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Homemade headache

4 June 2014 By Swaha Pattanaik

It is commonplace for central bankers to protest against violent price swings, but these days they are concerned that markets are too placid. New York Fed President William Dudley, European Central Bank Governing Council member Ignazio Visco, and Bank of England Deputy Governor Charlie Bean have all recently expressed disquiet about very low volatility. They are right to worry, but in casting blame, policymakers need to look in the mirror.

Almost six years of cheap money from central banks have buoyed the prices of a range of assets and progressively dampened two-way market gyrations. In turn, calmer actual conditions have depressed expectations of how much prices will move in the future. Market participants now count on prices being so placid that many measures of expected stock, bond or currency volatility are below averages that prevailed in the four years before the financial crisis.

The less investors fear sharp setbacks, the more they fixate on hunting down better returns. This shows up as demand for riskier, and less liquid, debt. It fuels appetite for equities at ever richer valuations. And it tempts investors to use borrowed money to place bets, as the ECB’s most recent Financial Stability Report points out. In the foreign exchange market, carry trades, which involve borrowing low-yielding currencies to invest in higher-yielding ones, are back in vogue.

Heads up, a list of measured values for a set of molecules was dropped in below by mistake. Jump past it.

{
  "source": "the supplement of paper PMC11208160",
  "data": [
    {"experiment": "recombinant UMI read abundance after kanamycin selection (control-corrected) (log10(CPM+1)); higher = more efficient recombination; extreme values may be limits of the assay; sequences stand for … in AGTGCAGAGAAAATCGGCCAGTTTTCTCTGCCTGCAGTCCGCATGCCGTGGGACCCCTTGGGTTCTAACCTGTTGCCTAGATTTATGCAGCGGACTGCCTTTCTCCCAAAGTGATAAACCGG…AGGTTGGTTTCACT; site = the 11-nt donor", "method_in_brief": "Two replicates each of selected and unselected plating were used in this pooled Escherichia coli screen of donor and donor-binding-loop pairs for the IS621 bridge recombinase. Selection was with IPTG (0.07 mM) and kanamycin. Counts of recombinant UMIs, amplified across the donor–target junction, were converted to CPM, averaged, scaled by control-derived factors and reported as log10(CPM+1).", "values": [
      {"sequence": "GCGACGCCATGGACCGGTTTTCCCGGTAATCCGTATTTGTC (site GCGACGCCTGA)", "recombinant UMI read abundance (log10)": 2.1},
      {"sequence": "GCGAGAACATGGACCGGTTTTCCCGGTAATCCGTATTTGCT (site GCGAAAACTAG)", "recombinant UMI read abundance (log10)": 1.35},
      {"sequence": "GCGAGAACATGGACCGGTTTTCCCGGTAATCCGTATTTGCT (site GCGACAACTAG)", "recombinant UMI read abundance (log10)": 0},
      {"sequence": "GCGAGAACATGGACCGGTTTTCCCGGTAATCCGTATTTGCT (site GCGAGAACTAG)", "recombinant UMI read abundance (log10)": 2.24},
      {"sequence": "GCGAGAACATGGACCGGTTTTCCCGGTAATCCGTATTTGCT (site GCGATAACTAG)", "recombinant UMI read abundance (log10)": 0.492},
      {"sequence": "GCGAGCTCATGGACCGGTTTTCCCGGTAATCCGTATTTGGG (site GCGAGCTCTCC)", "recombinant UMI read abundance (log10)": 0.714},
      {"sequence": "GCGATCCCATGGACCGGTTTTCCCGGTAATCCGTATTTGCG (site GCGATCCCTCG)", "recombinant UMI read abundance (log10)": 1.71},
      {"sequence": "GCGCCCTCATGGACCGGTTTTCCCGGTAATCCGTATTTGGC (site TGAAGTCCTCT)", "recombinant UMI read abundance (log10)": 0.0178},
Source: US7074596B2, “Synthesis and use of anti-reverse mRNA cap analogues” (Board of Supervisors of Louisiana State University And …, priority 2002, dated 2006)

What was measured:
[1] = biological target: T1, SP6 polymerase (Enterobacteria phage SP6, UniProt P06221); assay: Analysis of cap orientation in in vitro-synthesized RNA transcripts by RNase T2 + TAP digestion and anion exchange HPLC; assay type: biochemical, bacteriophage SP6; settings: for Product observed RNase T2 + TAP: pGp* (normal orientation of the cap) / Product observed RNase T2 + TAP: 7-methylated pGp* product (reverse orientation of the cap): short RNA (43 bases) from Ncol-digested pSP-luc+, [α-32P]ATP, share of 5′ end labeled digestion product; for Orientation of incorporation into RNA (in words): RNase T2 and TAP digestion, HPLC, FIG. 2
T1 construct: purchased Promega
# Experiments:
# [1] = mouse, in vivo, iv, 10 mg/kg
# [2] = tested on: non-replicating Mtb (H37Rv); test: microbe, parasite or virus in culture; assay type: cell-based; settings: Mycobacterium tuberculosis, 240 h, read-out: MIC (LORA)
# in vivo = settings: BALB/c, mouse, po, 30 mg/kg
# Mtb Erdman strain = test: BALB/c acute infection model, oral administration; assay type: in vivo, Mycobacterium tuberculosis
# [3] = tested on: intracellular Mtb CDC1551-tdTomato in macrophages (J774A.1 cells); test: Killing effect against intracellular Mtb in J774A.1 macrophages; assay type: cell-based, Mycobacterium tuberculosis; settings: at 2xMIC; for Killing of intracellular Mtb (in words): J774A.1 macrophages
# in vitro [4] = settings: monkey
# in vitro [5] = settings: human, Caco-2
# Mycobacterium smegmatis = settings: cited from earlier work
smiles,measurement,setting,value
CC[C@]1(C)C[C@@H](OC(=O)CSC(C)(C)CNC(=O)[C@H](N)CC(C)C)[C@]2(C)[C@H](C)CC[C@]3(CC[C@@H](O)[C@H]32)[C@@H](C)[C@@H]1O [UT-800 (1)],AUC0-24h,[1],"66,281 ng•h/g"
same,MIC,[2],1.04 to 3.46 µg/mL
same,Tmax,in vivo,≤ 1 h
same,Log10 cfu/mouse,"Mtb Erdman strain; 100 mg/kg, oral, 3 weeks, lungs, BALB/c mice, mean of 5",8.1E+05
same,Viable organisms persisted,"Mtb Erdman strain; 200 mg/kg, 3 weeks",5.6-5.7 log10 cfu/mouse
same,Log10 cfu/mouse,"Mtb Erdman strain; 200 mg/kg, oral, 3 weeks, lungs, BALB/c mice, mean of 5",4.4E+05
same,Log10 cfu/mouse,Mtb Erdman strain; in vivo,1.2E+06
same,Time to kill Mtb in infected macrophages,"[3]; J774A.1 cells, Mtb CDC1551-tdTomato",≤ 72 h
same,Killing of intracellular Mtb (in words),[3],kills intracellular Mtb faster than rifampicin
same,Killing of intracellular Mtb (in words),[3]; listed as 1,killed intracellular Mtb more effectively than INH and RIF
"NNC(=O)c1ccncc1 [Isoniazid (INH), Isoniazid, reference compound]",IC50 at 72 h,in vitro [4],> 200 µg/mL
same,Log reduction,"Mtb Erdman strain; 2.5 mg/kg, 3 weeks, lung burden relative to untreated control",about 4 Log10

With so many betting on the same outcome, small setbacks could quickly turn into routs. And any lurch lower in prices will be more pronounced, since regulation and other factors have reduced market liquidity, even in frequently traded assets such as government bonds.

The problem is that central banks are perpetuating the problem they identify. The U.S. Federal Reserve is still buying assets, albeit at a slower pace. The ECB, whose crisis-era loans were used by banks to buy peripheral euro zone debt, is poised to ease again. Their actions may be justified by economic considerations. But it is little use telling investors to beware low volatility as long as policy promotes it.

 

 

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